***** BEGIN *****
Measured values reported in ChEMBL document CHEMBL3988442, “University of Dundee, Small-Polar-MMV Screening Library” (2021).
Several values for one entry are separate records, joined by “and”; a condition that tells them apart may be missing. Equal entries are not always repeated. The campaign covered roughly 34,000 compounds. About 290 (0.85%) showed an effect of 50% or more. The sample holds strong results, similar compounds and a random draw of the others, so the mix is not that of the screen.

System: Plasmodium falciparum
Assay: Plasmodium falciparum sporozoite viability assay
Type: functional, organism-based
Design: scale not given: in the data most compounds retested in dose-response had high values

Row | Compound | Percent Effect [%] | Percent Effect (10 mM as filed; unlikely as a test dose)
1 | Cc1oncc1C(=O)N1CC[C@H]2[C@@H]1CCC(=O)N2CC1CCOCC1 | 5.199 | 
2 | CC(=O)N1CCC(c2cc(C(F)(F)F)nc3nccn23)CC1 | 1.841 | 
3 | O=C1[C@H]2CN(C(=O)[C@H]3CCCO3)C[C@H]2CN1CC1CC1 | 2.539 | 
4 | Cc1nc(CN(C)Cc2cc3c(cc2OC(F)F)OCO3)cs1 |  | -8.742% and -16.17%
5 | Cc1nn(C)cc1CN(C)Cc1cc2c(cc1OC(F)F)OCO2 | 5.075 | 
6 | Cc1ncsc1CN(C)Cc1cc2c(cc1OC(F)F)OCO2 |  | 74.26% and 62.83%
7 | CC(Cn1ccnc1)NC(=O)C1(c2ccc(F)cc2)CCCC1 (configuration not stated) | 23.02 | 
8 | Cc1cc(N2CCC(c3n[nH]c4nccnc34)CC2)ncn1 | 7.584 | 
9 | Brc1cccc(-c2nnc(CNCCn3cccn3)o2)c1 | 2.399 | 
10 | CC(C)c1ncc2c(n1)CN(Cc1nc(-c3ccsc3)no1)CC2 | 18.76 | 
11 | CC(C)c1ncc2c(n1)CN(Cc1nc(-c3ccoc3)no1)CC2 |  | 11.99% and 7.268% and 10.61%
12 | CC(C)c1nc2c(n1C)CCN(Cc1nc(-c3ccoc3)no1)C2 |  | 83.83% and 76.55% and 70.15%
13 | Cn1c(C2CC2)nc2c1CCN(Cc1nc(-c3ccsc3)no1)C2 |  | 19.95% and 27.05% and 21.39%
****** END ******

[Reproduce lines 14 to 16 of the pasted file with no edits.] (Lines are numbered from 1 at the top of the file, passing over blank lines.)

7 | CC(Cn1ccnc1)NC(=O)C1(c2ccc(F)cc2)CCCC1 (configuration not stated) | 23.02 | 
8 | Cc1cc(N2CCC(c3n[nH]c4nccnc34)CC2)ncn1 | 7.584 | 
9 | Brc1cccc(-c2nnc(CNCCn3cccn3)o2)c1 | 2.399 | 